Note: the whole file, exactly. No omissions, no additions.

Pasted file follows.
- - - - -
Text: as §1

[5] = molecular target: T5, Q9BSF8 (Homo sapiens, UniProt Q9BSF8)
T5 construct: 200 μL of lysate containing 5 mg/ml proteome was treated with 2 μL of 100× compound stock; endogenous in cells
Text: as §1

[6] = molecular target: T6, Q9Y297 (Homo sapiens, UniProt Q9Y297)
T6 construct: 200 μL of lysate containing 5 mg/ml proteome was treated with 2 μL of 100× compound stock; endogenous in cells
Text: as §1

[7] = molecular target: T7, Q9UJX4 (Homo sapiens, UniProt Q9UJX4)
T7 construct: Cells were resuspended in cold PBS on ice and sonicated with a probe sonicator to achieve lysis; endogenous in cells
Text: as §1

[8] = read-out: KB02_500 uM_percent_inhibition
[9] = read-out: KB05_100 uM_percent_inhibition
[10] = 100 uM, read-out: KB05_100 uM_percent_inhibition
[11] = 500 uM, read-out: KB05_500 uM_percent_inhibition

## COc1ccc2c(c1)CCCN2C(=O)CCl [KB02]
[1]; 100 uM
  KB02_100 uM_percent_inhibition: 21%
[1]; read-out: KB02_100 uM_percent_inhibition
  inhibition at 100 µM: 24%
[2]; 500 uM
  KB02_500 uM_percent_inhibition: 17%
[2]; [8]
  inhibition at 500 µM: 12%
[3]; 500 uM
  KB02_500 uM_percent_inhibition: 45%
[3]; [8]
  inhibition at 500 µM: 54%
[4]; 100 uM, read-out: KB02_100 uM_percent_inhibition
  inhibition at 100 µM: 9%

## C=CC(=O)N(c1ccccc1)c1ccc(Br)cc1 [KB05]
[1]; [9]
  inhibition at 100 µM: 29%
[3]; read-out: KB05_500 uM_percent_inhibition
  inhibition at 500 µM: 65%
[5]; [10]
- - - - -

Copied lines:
Text: as §1

[5] = molecular target: T5, Q9BSF8 (Homo sapiens, UniProt Q9BSF8)
T5 construct: 200 μL of lysate containing 5 mg/ml proteome was treated with 2 μL of 100× compound stock; endogenous in cells
Text: as §1

[6] = molecular target: T6, Q9Y297 (Homo sapiens, UniProt Q9Y297)
T6 construct: 200 μL of lysate containing 5 mg/ml proteome was treated with 2 μL of 100× compound stock; endogenous in cells
Text: as §1

[7] = molecular target: T7, Q9UJX4 (Homo sapiens, UniProt Q9UJX4)
T7 construct: Cells were resuspended in cold PBS on ice and sonicated with a probe sonicator to achieve lysis; endogenous in cells
Text: as §1

[8] = read-out: KB02_500 uM_percent_inhibition
[9] = read-out: KB05_100 uM_percent_inhibition
[10] = 100 uM, read-out: KB05_100 uM_percent_inhibition
[11] = 500 uM, read-out: KB05_500 uM_percent_inhibition

## COc1ccc2c(c1)CCCN2C(=O)CCl [KB02]
[1]; 100 uM
  KB02_100 uM_percent_inhibition: 21%
[1]; read-out: KB02_100 uM_percent_inhibition
  inhibition at 100 µM: 24%
[2]; 500 uM
  KB02_500 uM_percent_inhibition: 17%
[2]; [8]
  inhibition at 500 µM: 12%
[3]; 500 uM
  KB02_500 uM_percent_inhibition: 45%
[3]; [8]
  inhibition at 500 µM: 54%
[4]; 100 uM, read-out: KB02_100 uM_percent_inhibition
  inhibition at 100 µM: 9%

## C=CC(=O)N(c1ccccc1)c1ccc(Br)cc1 [KB05]
[1]; [9]
  inhibition at 100 µM: 29%
[3]; read-out: KB05_500 uM_percent_inhibition
  inhibition at 500 µM: 65%
[5]; [10]